Lady Jane Grey
Jane was born at Bradgate Park near Leicester on an unknown date in early 1537, the eldest daughter of Henry Grey, Marquess of Dorset and his wife Lady Frances Brandon. She had two younger sisters: Lady Catherine Grey and Lady Mary Grey. Jane was well educated, knowing Latin, Greek and Hebrew as well as modern languages. Through the teachings of her tutors, she became a devoted Protestant.
At the time of Edward's death, without Edward's will (which had dubious legal standing, since it ran contrary to the Act of Succession of 1543), the crown would have passed, under the terms of both the Act of Succession of 1543 and of Henry VIII's will, to Mary and her male (not female) heirs. Should Mary die without male issue, the crown would pass to Elizabeth and her male heirs. And should Elizabeth die without male issue, the crown would pass not to Frances Brandon but rather to any male children she might have produced by that time. In the absence of male children born to Frances, the crown would pass to any male children Jane might have. Jane thus did not feature in the line of succession prior to the last draft of Edward's will of June 1553. Only in the last draft did Edward finally include Jane Grey as his heir presumptive, knowing the line of succession included no Protestant-born male children. This may have contravened customary testatory law because Edward, then just 15 years old, had not legally reached the legal testatory age of 21. But more importantly, many contemporary legal theorists believed the monarch could not contravene an Act of Parliament, even in matters of the succession; Jane's claim to the throne therefore remained obviously weak.
Edward VI died on July 6, 1553. Northumberland had Lady Jane Grey proclaimed Queen of England on July 10, 1553, just four days later — once she had taken up a secure residence in the Tower of London (English monarchs customarily resided in the Tower from the time of accession until their coronation). According to some fictional accounts, Northumberland tricked Jane into putting on the crown; however, she refused to name her husband as king by letters patent and deferred to Parliament. She offered to make him a duke instead.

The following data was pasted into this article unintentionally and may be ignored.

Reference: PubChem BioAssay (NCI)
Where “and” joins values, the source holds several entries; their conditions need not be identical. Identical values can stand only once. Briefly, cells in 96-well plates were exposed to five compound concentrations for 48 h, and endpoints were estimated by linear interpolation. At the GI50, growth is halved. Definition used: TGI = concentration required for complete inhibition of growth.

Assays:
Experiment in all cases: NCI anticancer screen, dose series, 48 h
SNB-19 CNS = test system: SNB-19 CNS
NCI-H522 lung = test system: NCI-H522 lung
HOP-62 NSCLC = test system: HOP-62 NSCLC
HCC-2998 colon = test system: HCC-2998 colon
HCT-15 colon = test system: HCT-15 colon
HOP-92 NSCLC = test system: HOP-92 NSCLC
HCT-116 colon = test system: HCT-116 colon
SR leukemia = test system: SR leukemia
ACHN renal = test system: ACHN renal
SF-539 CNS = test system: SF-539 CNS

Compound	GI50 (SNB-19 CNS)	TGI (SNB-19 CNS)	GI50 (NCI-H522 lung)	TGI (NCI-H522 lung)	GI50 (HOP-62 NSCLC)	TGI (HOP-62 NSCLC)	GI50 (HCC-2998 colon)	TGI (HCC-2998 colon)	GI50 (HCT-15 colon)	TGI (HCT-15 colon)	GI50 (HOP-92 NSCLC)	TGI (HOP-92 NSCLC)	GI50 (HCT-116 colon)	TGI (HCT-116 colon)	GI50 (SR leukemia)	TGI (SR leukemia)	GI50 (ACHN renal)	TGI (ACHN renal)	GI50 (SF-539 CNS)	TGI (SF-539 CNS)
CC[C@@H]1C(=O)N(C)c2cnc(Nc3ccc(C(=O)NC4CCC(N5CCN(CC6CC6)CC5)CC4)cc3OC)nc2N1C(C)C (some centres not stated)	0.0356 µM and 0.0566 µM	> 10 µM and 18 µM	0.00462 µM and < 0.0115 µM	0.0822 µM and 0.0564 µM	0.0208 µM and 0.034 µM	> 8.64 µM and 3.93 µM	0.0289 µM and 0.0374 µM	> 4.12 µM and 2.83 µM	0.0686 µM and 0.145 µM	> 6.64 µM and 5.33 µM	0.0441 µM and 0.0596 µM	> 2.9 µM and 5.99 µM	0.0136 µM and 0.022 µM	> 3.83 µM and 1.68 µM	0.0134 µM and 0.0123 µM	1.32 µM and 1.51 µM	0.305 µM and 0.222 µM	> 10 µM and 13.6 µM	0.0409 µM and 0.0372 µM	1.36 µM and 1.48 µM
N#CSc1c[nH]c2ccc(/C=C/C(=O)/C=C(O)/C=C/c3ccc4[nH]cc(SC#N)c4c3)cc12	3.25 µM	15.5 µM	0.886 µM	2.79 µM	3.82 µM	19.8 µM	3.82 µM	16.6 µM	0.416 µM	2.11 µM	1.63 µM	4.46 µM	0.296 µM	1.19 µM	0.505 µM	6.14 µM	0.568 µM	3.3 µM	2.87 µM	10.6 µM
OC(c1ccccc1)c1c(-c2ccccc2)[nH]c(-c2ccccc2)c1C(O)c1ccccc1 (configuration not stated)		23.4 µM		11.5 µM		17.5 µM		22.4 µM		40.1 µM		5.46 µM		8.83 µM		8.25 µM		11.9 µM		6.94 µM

Northumberland faced a number of key tasks in order to consolidate his power. Most importantly, he had to isolate and, ideally, capture Mary in order to prevent her from gathering support around her. Mary, however, advised of his intentions, took flight, sequestering herself in Framlingham Castle in Suffolk.
Mary I proved to have more popular support than Jane, largely because the English people regarded her as the rightful heiress, but perhaps partly because of the continuing sympathy for the memory of her mother, Catherine of Aragon (Henry VIII had had his own marriage with Catherine annulled). At Framlingham Castle Mary amassed a force of 20,000 men, which marched to London and deposed Jane. There then initially seemed some likelihood that Mary, who had now taken the throne, would spare Jane's life. Queen Mary sent John de Feckenham to Lady Jane in an attempt to convert her to Catholicism.
On the morning of February 12, 1554, the authorities took Guildford Dudley from his rooms at the Tower of London to the public execution place at Tower Hill and had him beheaded. A horse cart carried his remains back to the Tower of London, past the rooms where Jane remained as a prisoner. Jane was then taken out to Tower Green, inside the Tower of London, for a private execution. With few exceptions, private executions applied to royalty alone; Jane's private execution occurred at the request of Queen Mary, as a gesture of respect for her cousin. John de Feckenham, who had failed to convert Jane, stayed with her during the execution. Jane had determined to go to her death with dignity, but once blindfolded, could not find the executioner's block. She had begun to panic when an unknown hand, possibly de Feckenham, helped her find her way and retain her dignity in the end.
The "traitor-heroine of the Reformation" died at the age of 16 years. No record survives to indicate that her mother made an attempt, request or otherwise, to save her daughter's life; and Jane's father already awaited execution for his part in the Wyatt rebellion. Jane and Guildford lie buried in the Chapel of St. Peter ad Vincula on the north side of Tower Green. Queen Mary lived for only four years after she ordered the death of her cousin.